Some of the UK’s leading independent schools have pledged their support to the establishment of a Royal College of Teaching, to raise the status of the teaching profession in the UK.
The Independent Schools Association, which represents 320 UK schools, is backing a campaign to shape a royal body for the teaching profession.
Speaking at ISA’s Autumn Study Conference in Stratford Upon Avon this weekend, Charlotte Leslie, MP for Bristol North West, will argue that a Royal College is vital if teachers are to enjoy equal status with other professions- and if schools are to be insulated from the short term policy changes of government.
“Royal Colleges and other professional bodies have promoted and protected the status of professions like medicine for hundreds of years – and yet teachers have no equivalent body”, Charlotte Leslie will say.
“For too many years teaching has lagged behind in professional status. A Royal College would finally put teaching on a more even footing with other careers – so that gaining Qualified Teacher Status is not the end of training but the beginning.”
“A Royal College would also preserve independence, and encourage a long term view of education, protecting teachers from the policy changes of successive governments. The more you look at issues like the encroachment of the state into the classroom, the lack of a clear practice-based career progression for teachers, or the linking of academic education studies and evidence with the realities of the classroom, the more a ‘royal college’ shaped hole seems to emerge. Both the Education Select Committee and The Academies Commission now agree that this is something teachers should seriously explore.”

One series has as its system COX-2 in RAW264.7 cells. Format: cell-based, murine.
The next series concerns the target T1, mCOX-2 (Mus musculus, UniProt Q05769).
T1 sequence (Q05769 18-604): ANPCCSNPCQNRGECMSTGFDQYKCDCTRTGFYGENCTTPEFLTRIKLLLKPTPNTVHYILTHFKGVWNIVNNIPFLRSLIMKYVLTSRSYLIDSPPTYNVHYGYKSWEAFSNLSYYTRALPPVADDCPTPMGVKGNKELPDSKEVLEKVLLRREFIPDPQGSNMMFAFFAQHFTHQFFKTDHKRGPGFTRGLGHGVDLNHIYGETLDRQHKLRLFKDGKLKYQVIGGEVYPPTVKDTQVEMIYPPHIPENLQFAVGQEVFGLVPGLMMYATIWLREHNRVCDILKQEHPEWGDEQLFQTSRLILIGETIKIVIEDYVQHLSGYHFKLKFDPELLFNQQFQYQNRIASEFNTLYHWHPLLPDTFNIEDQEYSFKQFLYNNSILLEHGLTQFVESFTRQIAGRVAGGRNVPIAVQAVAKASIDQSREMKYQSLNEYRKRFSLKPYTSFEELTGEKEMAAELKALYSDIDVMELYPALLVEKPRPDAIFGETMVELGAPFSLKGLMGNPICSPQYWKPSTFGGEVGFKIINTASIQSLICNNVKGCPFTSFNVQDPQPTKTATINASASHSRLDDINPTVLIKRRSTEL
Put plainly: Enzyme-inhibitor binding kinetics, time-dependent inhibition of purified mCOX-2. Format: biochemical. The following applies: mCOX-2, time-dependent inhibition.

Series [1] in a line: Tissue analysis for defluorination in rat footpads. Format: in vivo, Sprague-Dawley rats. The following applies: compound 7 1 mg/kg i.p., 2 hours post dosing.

Angela Culley, Chair of The Independent Schools Association and Head of The Mead School in Tunbridge Wells, agrees:
“The concept of a new Royal College for Teaching is one which many independent schools wholeheartedly support. After decades of state intervention in the classroom it could allow teachers to regain ownership of our profession.”
“Teaching is perhaps the most important profession of all. The skill of our future doctors, scientists and policy makers depends upon the quality of our teachers today. A Royal College would bring teachers together at a time when schools are becoming increasingly autonomous and could provide a crucial role in providing a single home for support, research and evidence based guidance – particularly for new or free schools.”
“I believe that a royal college could enhance the quality of teaching through the sharing of expertise and best practice, and provide our teachers with the recognition they deserve. Perhaps most importantly, it could give the status of teaching a much needed boost, ensuring that our views can influence policy at the highest levels.”
The Independent Schools Association’s Autumn Study Conference is being held at Ettington Chase Hotel in Stratford Upon Avon from 8th – 9th November 2013.